Now that we have a way to capture the value of the room’s area, we can finally check if the room is larger than 100 sq. ft. In that case, we want to record a custom event with Google Analytics. To do that, we extend the updateArea() function with a command to send a custom event to Google Analytics. The following is a JavaScript code with the revised function. We are using the ga() mode, but it should be very easy to update the script to use the gtag() syntax.

function updateArea() { 
    const LARGE_ROOM_AREA = 100 
    var roomWidth = parseInt(roomWidthElement.value)
    var roomLength = parseInt(roomLengthElement.value)
    var roomArea = roomWidth * roomLength
    // Send a Custom Event to GA
    if(roomArea > LARGE_ROOM_AREA) { 
        ga('send', { 
            hitType: 'event', 
            eventCategory: 'LargeRoom', 
            eventAction: 'LargeRoomSelected', 
            eventLabel: 'Room size = ' + roomArea.toFix(), 
            eventValue: 0 

How do custom events appear on GA reports?

Once the simple JavaScript tracking code is in place and the page is online, Google Analytics will start tracking the selected events. To make sure the tracking is working, we can check the Realtime section of Google Analytics under the Events report. The following image is a sample of the Events report for an interactive website page I’m tracking. You can recognize the Event Category and the Event Action values that will match the string values we selected when creating the JavaScript tracking code.

Google Analytics tracking custom events

Once the tracking has been tested and has been running for a while, we can explore a more complete report in the Behavior section under the Top Events report.

Behavior, Top Events report

Why are Custom Events important?

To fully appreciate the importance of custom events, let’s go back for a moment to the AcmeRugs example. Every time a visitor simulates a rug in a large room, our tracking code generates a custom event, and Google Analytics automatically associates that event to the current visitors.

So what can we do with this information? In Google Analytics, we can do at least two important things:

Create a Custom Segment.

A custom segment allows AcmeRugs to analyze the behavior and performance of all visitors with a large room in all GA reports and to compare their behavior and conversion rate with other visitors. AcmeRugs can easily create a Custom Segment by entering the condition Event Action = "LargeRoomSelected". The value for the condition must match the exact value used in the JavaScript code. The following image shows a Custom Segment creation with the necessary condition:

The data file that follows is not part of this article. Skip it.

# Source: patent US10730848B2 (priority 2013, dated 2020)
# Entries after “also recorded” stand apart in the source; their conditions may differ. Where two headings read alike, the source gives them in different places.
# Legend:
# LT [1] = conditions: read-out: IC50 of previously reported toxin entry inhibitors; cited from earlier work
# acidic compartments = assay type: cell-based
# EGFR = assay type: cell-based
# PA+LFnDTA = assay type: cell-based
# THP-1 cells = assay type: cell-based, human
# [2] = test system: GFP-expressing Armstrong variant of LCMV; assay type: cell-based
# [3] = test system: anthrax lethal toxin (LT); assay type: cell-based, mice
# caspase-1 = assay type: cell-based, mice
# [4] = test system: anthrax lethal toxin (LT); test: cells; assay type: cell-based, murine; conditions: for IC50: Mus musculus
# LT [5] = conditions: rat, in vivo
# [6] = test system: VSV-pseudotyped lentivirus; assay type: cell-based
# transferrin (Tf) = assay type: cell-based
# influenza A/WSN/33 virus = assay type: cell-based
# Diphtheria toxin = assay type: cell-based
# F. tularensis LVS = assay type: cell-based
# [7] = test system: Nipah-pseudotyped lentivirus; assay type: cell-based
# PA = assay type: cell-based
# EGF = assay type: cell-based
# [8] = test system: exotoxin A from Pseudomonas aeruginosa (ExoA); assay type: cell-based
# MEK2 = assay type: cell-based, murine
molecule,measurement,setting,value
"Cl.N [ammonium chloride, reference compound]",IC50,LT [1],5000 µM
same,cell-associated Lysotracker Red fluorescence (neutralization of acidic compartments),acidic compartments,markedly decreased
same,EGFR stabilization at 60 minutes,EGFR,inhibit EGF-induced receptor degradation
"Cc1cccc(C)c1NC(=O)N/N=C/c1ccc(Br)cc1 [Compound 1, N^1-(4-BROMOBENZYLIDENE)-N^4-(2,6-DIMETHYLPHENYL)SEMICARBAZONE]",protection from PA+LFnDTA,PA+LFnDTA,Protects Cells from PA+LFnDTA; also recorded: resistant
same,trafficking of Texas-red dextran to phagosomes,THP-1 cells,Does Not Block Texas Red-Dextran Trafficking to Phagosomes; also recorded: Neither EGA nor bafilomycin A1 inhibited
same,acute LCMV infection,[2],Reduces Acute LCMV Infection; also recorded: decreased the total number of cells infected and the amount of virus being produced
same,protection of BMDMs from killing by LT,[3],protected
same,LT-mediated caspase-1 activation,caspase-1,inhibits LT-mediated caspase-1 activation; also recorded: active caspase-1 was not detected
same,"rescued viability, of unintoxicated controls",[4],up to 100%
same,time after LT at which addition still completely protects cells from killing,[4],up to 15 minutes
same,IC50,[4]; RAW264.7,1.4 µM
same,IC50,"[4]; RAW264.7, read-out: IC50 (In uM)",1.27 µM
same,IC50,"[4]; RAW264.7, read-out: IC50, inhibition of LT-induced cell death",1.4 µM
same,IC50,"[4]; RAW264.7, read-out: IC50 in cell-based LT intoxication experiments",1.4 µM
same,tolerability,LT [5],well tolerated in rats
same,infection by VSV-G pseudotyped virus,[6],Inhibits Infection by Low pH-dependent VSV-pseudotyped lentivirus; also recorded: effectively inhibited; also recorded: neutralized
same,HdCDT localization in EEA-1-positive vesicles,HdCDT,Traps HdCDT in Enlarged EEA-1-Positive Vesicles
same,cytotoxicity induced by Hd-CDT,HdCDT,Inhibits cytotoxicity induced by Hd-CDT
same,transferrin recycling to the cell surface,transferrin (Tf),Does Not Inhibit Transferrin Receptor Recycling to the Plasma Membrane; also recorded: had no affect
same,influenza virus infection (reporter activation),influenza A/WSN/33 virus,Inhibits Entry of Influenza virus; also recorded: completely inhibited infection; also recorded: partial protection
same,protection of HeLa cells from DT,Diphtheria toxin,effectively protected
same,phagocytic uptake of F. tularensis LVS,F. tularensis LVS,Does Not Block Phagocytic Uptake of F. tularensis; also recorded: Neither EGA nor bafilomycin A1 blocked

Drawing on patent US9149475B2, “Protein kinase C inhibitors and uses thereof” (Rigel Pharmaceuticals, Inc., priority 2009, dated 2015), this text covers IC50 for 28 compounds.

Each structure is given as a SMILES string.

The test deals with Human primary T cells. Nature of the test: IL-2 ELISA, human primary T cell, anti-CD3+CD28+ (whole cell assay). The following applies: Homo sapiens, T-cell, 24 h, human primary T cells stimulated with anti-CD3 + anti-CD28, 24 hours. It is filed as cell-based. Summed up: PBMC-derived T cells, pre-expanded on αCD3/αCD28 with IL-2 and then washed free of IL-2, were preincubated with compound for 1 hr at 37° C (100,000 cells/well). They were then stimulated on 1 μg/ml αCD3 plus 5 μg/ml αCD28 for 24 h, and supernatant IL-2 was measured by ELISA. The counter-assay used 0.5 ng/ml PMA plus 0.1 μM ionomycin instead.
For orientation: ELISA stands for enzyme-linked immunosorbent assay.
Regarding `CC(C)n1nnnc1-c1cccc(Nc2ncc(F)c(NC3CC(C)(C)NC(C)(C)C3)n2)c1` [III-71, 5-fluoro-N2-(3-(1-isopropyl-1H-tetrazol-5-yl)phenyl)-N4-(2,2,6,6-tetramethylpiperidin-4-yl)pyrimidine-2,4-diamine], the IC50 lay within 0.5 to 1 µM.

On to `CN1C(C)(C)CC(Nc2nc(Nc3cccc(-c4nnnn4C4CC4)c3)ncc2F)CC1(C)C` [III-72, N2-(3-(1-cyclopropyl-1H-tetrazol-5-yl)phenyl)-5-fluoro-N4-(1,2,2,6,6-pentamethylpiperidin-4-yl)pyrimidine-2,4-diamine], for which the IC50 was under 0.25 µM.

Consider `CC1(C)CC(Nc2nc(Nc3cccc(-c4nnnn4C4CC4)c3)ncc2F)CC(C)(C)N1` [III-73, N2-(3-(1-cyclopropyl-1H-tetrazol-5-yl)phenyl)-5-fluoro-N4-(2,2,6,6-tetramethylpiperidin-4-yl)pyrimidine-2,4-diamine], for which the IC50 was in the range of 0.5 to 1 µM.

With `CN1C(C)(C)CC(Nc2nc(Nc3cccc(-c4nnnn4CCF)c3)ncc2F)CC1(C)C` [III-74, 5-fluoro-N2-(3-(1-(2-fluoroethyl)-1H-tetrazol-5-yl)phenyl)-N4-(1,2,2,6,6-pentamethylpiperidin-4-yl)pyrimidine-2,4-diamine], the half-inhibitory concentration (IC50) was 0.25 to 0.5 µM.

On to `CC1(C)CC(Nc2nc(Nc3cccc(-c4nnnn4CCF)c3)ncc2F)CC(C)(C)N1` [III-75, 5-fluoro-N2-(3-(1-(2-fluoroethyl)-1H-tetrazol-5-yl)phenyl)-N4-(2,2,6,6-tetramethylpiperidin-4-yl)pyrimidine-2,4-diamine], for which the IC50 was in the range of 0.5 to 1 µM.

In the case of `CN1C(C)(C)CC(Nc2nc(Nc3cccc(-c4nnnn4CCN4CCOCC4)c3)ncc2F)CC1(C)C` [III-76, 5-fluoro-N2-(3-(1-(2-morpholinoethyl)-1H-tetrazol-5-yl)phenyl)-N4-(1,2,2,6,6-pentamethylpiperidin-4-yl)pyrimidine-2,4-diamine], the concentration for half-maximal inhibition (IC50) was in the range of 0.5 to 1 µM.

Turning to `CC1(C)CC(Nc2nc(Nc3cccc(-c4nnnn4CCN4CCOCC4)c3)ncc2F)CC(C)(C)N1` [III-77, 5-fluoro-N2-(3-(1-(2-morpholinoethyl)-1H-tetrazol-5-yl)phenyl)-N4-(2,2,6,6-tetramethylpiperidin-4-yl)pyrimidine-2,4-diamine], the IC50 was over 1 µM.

Creating a Custom Segment based on Event Action Value

Similar filters can be easily created to leverage other event’s attributes, like “Event Label,” “Event Category,” as well “Event Value.” In addition, multiple conditions on the event’s attributes can be combined with AND and OR operators to create more specific segments.

Create a Remarketing Audiences

If the marketing department of AcmeRugs wants to create a remarketing campaign to target visitors that have a large room, now they can do it. AcmeRugs only need to create a retargeting audience in Google Analytics and share the new audience with their Google Ads account.
To create the new audience, they open the Admin area of GA, select the “Property” they plan to use to build their new audience, then under “Audience Definition,” select “Audiences” and click on the “New Audience” red button. From there, AcmeRugs can define their remarketing audience as in the image below.

Creating a Retargeting audience that includes only visitors who generated a specific event.

Final thoughts

Custom events can be easily tracked from any webpage, but they require a few lines of code and some basics familiarity with JavaScript. For marketers with limited access to IT resources, it certainly means an additional effort. But the rewards are enormous. With custom events, we can analyze our data with specific segments and segment our visitors in vertical audiences.